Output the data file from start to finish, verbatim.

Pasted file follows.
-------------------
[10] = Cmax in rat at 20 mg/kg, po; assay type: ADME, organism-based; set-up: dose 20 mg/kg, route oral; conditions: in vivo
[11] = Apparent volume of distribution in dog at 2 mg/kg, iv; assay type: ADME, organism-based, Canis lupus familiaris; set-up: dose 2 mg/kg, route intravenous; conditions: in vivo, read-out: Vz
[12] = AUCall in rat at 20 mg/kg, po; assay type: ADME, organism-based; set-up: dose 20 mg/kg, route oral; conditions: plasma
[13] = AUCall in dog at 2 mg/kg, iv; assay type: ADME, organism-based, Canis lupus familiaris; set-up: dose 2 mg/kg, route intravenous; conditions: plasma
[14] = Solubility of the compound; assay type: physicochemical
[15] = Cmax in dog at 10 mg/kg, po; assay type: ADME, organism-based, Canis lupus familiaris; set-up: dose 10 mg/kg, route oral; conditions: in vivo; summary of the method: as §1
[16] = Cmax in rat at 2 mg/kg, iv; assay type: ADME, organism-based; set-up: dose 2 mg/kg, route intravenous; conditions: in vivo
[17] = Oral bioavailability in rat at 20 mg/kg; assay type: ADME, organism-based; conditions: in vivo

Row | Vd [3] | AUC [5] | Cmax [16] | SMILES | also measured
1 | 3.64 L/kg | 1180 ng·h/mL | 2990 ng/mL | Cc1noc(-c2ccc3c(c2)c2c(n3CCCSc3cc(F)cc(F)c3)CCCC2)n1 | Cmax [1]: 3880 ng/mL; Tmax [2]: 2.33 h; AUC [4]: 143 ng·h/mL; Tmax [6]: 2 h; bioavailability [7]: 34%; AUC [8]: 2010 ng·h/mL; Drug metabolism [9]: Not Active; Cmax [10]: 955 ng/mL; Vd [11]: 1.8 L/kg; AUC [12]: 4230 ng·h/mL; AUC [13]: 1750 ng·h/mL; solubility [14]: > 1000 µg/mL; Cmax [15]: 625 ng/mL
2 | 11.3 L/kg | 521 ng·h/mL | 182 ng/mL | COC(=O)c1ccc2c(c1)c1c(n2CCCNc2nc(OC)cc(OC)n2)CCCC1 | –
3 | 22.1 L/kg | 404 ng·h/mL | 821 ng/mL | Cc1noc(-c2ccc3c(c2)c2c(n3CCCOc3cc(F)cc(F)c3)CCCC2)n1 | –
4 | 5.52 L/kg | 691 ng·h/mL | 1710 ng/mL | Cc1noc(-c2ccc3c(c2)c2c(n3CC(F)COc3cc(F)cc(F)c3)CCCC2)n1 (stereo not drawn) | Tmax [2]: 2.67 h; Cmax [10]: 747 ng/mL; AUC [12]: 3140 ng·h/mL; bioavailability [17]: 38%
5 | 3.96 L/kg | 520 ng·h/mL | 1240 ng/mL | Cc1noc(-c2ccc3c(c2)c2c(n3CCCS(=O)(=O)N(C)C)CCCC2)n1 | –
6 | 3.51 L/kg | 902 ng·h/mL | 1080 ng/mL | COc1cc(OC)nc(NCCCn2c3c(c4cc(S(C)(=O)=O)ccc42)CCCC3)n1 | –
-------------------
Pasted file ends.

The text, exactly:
[10] = Cmax in rat at 20 mg/kg, po; assay type: ADME, organism-based; set-up: dose 20 mg/kg, route oral; conditions: in vivo
[11] = Apparent volume of distribution in dog at 2 mg/kg, iv; assay type: ADME, organism-based, Canis lupus familiaris; set-up: dose 2 mg/kg, route intravenous; conditions: in vivo, read-out: Vz
[12] = AUCall in rat at 20 mg/kg, po; assay type: ADME, organism-based; set-up: dose 20 mg/kg, route oral; conditions: plasma
[13] = AUCall in dog at 2 mg/kg, iv; assay type: ADME, organism-based, Canis lupus familiaris; set-up: dose 2 mg/kg, route intravenous; conditions: plasma
[14] = Solubility of the compound; assay type: physicochemical
[15] = Cmax in dog at 10 mg/kg, po; assay type: ADME, organism-based, Canis lupus familiaris; set-up: dose 10 mg/kg, route oral; conditions: in vivo; summary of the method: as §1
[16] = Cmax in rat at 2 mg/kg, iv; assay type: ADME, organism-based; set-up: dose 2 mg/kg, route intravenous; conditions: in vivo
[17] = Oral bioavailability in rat at 20 mg/kg; assay type: ADME, organism-based; conditions: in vivo

Row | Vd [3] | AUC [5] | Cmax [16] | SMILES | also measured
1 | 3.64 L/kg | 1180 ng·h/mL | 2990 ng/mL | Cc1noc(-c2ccc3c(c2)c2c(n3CCCSc3cc(F)cc(F)c3)CCCC2)n1 | Cmax [1]: 3880 ng/mL; Tmax [2]: 2.33 h; AUC [4]: 143 ng·h/mL; Tmax [6]: 2 h; bioavailability [7]: 34%; AUC [8]: 2010 ng·h/mL; Drug metabolism [9]: Not Active; Cmax [10]: 955 ng/mL; Vd [11]: 1.8 L/kg; AUC [12]: 4230 ng·h/mL; AUC [13]: 1750 ng·h/mL; solubility [14]: > 1000 µg/mL; Cmax [15]: 625 ng/mL
2 | 11.3 L/kg | 521 ng·h/mL | 182 ng/mL | COC(=O)c1ccc2c(c1)c1c(n2CCCNc2nc(OC)cc(OC)n2)CCCC1 | –
3 | 22.1 L/kg | 404 ng·h/mL | 821 ng/mL | Cc1noc(-c2ccc3c(c2)c2c(n3CCCOc3cc(F)cc(F)c3)CCCC2)n1 | –
4 | 5.52 L/kg | 691 ng·h/mL | 1710 ng/mL | Cc1noc(-c2ccc3c(c2)c2c(n3CC(F)COc3cc(F)cc(F)c3)CCCC2)n1 (stereo not drawn) | Tmax [2]: 2.67 h; Cmax [10]: 747 ng/mL; AUC [12]: 3140 ng·h/mL; bioavailability [17]: 38%
5 | 3.96 L/kg | 520 ng·h/mL | 1240 ng/mL | Cc1noc(-c2ccc3c(c2)c2c(n3CCCS(=O)(=O)N(C)C)CCCC2)n1 | –
6 | 3.51 L/kg | 902 ng·h/mL | 1080 ng/mL | COc1cc(OC)nc(NCCCn2c3c(c4cc(S(C)(=O)=O)ccc42)CCCC3)n1 | –